Overpronated (Flat) Feet
What are Overpronated Feet?
There are a few ways to describe your foot and ankle position as you step. One of these is overpronation, which means that your foot and ankle roll inwards as you step. When you step in overpronation, the outer edge of your heel hits the ground first and then your foot rolls inward onto the arch of your foot. Pronation means flattening of the feet, so essentially overpronation means over-flattening your feet.
What Causes Overpronated Feet?
Overpronation commonly occurs in people with flexible, flat feet. There are many causes of flat feet including obesity, pregnancy, or repetitive contact on hard surfaces that weaken the arch of the foot.
What are the Signs and Symptoms of Overpronated Feet?
People with flat feet often do not experience discomfort immediately, and some never do at all. However, symptoms include:
Heel or arch pain
Corns or calluses
Knee, hip, or back pain
Hammer toes (curled toes due to a bend in the middle joint of the toe)
Another sign of overpronation can be discovered by looking at your shins. The line of your shin bone should run from your knee straight down to your ankle and should point to your first or second toe. If this line leads to the inner side of your foot, you may be overpronating.
How are Overpronated Feet Diagnosed?
Overpronation can be diagnosed by multiple health professionals including podiatrists, physiotherapists, and doctors. To diagnose overpronation, a healthcare practitioner will typically complete an observational and gait assessment (assess how you walk). While analyzing how you walk, they will look at how your foot and ankle move in coordination with your knees, hips, pelvis, and low back.
What are Common Treatments for Overpronated Feet?
The most common treatment is specific shoes that are designed to correct overpronation or orthotic inserts. Orthotics can be purchased over the counter or by prescription. They help to support your arch and control the way your foot hits the ground and moves while you walk. Other treatments with a physiotherapist include manual therapy to improve mobility at any stiff joints, taping to correct overpronation and exercises to help strengthen muscles to improve the arch position of the foot.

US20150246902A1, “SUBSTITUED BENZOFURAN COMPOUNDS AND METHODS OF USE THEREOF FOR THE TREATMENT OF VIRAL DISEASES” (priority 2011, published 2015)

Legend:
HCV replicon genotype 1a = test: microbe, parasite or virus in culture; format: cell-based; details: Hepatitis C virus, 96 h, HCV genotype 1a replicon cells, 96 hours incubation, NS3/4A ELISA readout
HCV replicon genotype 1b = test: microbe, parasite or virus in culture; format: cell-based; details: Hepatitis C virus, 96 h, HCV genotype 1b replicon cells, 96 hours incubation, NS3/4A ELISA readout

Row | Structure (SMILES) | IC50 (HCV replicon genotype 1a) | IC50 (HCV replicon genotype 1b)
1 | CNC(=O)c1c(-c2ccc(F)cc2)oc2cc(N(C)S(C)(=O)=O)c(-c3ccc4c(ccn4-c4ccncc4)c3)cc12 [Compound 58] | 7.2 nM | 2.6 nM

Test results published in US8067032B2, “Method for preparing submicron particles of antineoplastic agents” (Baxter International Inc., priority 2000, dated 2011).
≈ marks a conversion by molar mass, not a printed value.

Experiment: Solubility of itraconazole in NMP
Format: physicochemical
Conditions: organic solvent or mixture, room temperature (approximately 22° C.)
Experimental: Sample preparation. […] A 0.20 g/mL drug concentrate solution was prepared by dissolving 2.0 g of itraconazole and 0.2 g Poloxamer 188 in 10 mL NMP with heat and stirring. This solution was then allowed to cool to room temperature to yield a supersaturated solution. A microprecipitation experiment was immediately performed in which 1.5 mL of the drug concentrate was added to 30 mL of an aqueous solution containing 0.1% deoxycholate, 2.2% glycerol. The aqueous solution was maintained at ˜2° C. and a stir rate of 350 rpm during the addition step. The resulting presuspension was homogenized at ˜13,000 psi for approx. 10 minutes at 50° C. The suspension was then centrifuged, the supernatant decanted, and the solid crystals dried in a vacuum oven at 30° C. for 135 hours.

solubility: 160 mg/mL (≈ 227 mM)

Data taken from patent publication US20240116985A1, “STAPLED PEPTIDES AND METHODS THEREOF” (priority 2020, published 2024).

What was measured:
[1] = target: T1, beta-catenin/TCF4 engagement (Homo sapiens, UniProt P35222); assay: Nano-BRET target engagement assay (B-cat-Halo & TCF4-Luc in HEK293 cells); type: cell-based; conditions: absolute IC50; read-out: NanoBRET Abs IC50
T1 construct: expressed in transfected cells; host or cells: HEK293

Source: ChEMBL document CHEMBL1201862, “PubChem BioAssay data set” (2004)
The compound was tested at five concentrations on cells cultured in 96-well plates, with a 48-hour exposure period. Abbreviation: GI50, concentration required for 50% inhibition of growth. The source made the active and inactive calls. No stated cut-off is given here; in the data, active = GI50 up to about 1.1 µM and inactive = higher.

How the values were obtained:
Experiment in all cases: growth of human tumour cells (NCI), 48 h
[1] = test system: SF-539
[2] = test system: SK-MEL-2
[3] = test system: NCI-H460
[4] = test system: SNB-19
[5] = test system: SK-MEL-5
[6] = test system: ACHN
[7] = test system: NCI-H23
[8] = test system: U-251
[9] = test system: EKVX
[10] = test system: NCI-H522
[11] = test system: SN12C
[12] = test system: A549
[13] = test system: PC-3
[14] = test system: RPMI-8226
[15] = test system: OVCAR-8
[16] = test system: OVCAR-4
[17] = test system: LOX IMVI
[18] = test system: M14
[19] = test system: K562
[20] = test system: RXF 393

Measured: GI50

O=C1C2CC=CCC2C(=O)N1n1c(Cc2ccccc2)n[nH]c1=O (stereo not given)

If you suspect that you have overpronated feet, reach out to us at HPC to see what type of treatment is best for you.
*About the HPC Student Volunteer Program*
Each year, approximately 30 University of Guelph students are selected following a competitive application process to take part in the “HPC Volunteer Program.” This program provides an opportunity for U of G student volunteers to translate their academic knowledge into practice, while gaining first-hand experience and mentorship from the team of certified physiotherapists and chiropractors at the University of Guelph’s Health and Performance Centre. As a result of this exceptional partnership between the University of Guelph and the HPC practitioners, students can gain valuable insight on evidence-based practice prior to graduating from their respective programs. Click here for more information on co-curricular experiential learning opportunities at the University of Guelph. This article was written by members of the 2021-22 HPC Student Volunteer Program.
Marcin, A. (2017, June 1). Identifying and managing overpronation. Healthline. https://www.healthline.com/health/overpronation
Splichal, E. (2018, October 4). Overpronation. Foot.com. https://www.foot.com/footconditions/over-pronation/
Pedorthic Association of Canada. (n.d.). Overpronation & under pronation correction. https://www.pedorthic.ca/foot-health/pronation/